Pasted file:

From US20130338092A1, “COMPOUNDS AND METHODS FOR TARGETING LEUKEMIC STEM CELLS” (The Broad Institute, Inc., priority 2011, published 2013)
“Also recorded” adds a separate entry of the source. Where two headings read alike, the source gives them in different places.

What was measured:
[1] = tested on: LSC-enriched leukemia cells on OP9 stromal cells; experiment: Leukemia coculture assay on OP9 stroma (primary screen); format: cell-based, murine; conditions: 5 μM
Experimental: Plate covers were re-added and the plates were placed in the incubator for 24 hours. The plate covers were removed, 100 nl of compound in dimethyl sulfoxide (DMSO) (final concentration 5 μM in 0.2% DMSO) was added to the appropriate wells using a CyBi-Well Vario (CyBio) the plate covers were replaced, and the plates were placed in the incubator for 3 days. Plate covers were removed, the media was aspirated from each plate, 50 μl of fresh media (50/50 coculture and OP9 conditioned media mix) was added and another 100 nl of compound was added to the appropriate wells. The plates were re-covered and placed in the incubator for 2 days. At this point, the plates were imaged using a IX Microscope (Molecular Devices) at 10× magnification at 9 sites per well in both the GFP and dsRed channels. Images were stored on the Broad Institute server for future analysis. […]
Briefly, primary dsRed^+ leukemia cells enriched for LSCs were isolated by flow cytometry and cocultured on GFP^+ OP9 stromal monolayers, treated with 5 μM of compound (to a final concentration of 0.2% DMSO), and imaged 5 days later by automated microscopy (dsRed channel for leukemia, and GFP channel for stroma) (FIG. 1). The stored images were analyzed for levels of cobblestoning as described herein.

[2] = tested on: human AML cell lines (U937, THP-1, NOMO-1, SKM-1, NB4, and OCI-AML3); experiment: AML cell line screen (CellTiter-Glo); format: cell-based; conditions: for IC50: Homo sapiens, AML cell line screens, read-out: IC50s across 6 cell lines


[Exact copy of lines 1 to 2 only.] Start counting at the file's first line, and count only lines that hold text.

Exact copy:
From US20130338092A1, “COMPOUNDS AND METHODS FOR TARGETING LEUKEMIC STEM CELLS” (The Broad Institute, Inc., priority 2011, published 2013)
“Also recorded” adds a separate entry of the source. Where two headings read alike, the source gives them in different places.